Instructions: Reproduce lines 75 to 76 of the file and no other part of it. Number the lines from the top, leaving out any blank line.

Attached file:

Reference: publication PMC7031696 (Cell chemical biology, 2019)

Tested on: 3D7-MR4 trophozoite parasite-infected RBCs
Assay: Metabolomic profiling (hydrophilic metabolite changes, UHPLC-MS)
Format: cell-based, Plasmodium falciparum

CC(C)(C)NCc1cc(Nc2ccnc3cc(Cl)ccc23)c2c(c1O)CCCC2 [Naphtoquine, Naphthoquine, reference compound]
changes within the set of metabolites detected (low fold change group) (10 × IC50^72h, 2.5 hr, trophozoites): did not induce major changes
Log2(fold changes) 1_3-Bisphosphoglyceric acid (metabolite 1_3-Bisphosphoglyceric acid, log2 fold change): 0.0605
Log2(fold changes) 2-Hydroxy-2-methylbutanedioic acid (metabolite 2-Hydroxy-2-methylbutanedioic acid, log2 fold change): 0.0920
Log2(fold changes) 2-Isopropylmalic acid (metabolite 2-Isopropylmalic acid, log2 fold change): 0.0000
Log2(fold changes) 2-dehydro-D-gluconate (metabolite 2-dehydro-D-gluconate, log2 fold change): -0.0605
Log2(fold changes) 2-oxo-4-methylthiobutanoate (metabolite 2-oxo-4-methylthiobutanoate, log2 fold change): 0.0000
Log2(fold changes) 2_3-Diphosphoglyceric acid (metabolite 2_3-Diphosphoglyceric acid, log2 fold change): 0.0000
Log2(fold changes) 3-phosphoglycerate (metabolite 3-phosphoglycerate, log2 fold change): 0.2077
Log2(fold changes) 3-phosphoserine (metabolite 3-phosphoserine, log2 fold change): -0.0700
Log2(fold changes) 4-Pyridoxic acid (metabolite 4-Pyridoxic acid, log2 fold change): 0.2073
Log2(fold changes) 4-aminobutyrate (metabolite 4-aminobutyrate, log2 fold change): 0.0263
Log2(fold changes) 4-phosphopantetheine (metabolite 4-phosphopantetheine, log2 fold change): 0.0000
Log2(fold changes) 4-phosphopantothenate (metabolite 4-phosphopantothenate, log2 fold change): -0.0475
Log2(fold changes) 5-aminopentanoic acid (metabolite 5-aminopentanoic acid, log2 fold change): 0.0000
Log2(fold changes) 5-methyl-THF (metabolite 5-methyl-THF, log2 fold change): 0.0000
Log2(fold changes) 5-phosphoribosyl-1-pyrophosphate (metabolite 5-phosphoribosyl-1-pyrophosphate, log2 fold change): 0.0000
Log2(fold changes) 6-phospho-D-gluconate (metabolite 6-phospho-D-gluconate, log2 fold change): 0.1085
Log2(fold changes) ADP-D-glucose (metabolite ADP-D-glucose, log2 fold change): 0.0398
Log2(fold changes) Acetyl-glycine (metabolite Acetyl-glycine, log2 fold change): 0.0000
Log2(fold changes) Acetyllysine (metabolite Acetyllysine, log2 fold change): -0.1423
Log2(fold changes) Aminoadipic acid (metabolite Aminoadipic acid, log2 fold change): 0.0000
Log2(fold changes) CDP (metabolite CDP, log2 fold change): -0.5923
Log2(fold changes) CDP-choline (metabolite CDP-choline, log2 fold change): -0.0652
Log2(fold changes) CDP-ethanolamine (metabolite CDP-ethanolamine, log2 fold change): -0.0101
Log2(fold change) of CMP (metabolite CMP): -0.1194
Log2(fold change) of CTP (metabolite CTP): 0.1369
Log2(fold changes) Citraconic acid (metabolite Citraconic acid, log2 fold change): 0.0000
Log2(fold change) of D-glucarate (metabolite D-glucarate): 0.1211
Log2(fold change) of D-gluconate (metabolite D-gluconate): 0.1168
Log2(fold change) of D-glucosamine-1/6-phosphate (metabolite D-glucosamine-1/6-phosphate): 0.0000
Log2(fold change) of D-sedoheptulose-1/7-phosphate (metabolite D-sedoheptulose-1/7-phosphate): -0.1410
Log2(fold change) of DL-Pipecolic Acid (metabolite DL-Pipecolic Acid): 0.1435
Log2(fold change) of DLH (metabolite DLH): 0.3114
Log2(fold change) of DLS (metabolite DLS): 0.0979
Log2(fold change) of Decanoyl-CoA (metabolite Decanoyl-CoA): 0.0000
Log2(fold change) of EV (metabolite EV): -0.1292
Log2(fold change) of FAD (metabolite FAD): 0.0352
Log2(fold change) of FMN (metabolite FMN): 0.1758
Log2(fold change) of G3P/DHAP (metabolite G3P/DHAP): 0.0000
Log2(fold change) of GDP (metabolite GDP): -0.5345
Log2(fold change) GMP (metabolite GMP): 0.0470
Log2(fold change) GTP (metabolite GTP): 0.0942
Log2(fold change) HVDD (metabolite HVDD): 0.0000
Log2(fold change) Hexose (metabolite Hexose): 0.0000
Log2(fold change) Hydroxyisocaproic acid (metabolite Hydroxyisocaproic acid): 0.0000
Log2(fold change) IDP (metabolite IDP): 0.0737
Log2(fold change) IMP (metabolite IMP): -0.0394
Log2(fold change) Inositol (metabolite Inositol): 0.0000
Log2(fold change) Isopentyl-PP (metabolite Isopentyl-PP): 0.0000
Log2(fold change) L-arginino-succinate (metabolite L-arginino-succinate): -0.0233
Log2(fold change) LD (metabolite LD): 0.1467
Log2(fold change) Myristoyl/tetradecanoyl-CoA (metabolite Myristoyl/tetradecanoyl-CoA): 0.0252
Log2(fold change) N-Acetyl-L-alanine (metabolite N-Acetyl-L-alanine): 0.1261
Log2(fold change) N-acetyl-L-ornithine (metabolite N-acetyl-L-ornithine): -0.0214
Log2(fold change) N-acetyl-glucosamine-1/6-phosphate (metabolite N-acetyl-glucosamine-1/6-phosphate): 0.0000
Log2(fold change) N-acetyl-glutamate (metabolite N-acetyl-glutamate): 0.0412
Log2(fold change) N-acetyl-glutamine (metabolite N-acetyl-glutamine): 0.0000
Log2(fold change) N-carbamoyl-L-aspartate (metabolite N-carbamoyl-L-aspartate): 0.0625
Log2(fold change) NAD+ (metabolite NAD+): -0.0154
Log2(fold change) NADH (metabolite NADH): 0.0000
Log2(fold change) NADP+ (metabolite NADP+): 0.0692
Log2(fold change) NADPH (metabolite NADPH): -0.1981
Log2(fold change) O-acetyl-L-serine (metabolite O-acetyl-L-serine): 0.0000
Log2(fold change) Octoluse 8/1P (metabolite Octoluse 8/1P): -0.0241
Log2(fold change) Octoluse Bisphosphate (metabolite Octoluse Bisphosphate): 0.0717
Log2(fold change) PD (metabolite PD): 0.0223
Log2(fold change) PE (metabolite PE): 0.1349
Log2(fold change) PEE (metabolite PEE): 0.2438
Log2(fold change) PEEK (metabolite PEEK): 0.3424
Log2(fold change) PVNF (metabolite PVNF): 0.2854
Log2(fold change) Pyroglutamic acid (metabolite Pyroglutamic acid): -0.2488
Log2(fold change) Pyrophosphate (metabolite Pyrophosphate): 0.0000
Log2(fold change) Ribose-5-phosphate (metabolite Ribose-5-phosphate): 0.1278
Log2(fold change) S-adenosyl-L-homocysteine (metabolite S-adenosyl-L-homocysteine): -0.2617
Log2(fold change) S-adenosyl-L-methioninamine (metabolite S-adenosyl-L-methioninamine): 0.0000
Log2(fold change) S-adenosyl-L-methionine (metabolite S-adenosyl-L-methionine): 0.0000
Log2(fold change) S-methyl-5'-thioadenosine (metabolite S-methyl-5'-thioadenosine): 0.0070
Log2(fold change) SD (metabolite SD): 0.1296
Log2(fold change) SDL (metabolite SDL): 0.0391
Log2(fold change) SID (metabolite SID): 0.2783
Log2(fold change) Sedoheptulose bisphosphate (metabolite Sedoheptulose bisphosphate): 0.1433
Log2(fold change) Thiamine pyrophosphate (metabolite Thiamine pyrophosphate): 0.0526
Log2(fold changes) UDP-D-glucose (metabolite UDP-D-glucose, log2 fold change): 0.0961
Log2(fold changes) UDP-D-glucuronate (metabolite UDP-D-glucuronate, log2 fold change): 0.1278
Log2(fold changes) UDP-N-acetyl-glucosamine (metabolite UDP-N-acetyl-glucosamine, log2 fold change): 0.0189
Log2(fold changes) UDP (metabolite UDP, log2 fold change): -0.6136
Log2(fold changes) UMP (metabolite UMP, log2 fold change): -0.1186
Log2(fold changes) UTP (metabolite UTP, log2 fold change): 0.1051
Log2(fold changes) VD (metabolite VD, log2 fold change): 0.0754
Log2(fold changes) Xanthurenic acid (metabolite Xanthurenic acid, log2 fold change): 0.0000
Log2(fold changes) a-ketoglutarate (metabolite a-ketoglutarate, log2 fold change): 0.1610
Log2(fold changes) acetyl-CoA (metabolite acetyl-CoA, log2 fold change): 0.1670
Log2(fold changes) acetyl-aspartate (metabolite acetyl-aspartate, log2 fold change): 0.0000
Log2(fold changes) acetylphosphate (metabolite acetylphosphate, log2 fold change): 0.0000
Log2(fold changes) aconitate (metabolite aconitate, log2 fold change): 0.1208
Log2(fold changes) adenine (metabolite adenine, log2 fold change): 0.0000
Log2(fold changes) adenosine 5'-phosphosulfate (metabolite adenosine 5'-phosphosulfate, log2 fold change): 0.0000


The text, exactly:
Log2(fold change) PVNF (metabolite PVNF): 0.2854
Log2(fold change) Pyroglutamic acid (metabolite Pyroglutamic acid): -0.2488